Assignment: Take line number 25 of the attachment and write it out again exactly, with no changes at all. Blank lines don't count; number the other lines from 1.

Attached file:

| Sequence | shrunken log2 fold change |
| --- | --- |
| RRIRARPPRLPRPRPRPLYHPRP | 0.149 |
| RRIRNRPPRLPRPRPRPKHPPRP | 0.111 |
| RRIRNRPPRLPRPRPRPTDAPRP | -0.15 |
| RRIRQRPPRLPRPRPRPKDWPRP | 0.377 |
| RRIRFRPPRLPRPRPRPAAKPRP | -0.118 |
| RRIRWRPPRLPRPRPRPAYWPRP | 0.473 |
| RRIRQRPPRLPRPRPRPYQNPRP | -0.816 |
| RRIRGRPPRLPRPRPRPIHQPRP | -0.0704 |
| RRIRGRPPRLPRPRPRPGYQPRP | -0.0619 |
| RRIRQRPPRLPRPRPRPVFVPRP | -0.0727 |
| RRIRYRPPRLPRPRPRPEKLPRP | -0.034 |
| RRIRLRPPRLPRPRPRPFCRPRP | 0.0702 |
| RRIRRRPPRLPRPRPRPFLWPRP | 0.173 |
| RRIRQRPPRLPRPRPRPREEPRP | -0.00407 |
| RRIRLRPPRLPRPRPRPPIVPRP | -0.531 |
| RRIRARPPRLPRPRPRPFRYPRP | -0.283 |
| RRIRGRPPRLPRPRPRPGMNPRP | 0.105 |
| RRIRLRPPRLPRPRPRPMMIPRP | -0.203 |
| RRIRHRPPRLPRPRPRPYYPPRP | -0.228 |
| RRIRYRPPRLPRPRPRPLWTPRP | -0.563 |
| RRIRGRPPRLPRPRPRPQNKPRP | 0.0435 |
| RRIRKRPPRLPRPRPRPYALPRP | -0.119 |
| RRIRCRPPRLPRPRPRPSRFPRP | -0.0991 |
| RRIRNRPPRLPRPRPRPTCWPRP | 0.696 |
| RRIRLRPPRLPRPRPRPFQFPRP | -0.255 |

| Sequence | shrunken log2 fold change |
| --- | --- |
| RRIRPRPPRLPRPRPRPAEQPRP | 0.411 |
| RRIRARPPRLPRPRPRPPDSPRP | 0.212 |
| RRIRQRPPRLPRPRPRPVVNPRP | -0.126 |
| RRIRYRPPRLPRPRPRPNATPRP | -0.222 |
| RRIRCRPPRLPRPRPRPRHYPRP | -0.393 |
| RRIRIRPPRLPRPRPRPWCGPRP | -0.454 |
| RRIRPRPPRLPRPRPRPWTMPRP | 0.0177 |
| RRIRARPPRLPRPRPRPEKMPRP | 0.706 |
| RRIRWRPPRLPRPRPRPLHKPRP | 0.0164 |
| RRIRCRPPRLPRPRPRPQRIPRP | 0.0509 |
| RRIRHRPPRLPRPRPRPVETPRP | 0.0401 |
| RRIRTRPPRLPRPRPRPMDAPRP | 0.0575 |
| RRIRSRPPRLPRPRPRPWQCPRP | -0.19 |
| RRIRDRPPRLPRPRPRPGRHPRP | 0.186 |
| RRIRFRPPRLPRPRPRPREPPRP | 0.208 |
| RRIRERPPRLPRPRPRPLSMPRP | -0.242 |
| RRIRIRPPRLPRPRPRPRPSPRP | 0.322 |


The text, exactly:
| RRIRCRPPRLPRPRPRPSRFPRP | -0.0991 |